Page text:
We visited several iconic arches while at the park and did some hiking in Utah. Overall, the park was fairly crowded especially for October. Due to COVID, many National Parks are becoming year round attractions with the only off season during very cold weather. We visited the following sites: Balanced Rock , The Windows and the Turret Arch (a 1.2 mile round trip hike, ), Delicate Arch (a 3 mile round trip hike), and Sand Dune Arch ( a short 0.4 mile walk). My favorite arch was Sand Dune Arch which was being visited by a photographer taking pictures of a newly married couple. None of the hikes were very strenuous. We visited Arches National Park in a little over half a day. As a side note, my goal on this trip was to do planks everyday so I took the opportunity to do them with a magnificent view in the background.
After visiting Sand Dunes Arch, we checked into our VRBO in Moab. The house was very cute, small (which was expected) and perfect for spending a couple days in Moab. There was even a shared hot tub which we utilized at the end of the day with some cocktails. I would recommend staying here. It was also within walking distance to many restaurants and bars in the area.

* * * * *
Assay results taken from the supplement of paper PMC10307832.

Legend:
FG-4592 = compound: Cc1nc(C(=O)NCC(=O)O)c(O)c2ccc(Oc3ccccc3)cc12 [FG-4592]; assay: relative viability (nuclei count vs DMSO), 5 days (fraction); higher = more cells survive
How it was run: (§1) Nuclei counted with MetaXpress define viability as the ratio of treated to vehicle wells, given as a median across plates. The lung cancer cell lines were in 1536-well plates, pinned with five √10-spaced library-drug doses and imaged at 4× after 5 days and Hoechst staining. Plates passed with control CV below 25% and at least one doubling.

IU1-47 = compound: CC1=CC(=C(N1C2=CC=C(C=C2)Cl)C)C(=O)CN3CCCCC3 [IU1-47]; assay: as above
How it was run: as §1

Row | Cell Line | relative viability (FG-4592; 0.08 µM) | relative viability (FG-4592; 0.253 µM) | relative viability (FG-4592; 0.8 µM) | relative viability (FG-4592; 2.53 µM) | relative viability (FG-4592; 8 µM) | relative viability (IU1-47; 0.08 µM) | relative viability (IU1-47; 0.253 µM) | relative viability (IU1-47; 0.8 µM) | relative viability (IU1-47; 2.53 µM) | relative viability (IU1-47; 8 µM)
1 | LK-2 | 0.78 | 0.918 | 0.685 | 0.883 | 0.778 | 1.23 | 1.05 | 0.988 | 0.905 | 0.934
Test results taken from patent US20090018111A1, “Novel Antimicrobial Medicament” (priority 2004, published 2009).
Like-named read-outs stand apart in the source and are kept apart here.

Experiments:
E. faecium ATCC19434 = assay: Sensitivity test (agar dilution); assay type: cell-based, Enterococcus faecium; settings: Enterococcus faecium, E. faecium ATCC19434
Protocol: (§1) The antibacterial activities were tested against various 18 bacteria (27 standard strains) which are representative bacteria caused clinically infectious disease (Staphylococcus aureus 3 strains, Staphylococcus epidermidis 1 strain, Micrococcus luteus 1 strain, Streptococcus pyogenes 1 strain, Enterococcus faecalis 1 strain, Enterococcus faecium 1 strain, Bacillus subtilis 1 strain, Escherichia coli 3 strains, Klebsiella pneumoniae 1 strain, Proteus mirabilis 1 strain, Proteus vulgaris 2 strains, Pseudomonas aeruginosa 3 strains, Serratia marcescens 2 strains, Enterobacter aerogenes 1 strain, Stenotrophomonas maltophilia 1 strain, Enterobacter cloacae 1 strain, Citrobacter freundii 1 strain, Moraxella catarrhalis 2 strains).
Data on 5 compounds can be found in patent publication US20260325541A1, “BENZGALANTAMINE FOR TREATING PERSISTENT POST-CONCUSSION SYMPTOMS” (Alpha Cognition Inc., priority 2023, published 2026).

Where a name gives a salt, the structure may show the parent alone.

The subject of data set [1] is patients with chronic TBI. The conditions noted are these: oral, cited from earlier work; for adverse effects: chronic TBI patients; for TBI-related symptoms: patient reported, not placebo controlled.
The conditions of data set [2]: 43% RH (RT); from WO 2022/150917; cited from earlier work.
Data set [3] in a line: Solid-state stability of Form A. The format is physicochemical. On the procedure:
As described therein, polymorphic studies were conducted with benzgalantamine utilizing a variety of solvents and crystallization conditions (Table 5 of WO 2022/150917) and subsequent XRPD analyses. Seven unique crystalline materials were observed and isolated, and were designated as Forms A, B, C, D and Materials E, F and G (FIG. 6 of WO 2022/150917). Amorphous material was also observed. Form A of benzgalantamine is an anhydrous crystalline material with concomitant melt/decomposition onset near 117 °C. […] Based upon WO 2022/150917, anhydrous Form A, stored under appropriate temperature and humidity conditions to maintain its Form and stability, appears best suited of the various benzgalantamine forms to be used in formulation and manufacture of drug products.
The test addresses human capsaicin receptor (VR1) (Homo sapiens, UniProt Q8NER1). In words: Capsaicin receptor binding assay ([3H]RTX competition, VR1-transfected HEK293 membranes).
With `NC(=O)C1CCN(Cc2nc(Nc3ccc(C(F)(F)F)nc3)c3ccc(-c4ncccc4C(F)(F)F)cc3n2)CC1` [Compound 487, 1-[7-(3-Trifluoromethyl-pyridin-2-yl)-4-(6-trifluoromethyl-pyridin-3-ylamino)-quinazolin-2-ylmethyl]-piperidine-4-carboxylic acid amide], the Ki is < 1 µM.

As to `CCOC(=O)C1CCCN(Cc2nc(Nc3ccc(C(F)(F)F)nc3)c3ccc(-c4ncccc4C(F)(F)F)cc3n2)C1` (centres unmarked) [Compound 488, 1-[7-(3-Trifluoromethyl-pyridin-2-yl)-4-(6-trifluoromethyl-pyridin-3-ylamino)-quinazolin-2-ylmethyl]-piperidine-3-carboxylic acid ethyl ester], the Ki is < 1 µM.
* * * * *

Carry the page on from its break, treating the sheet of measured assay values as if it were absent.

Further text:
Since it was Joe’s birthday, I decided to treat him to his favorite food: Steak. We walked to Josie Wyatt’s Grill for dinner and sat at the bar. The food was very good and they even had Pisco Sour’s which reminded me of our trip to Peru.
Day 3: More Hiking in Utah
We headed out to Canyonlands National Park for the day to do some more hiking in Utah. We visited the following sites: Aztec Butte (1.8 mile hike), Upheaval Dome (1.7 mile hike), Green River Overlook, and Grand View Point Overlook. Aztec butte is a great hike and a bit of a struggle to get to the top but well worth it. Remember to follow the Cairns as they will direct you to the safest route . When you get to the top, look for more Cairns which will direct you to the granary. It is hidden into the side of the butte and can be easily missed. This was our favorite hike of the day.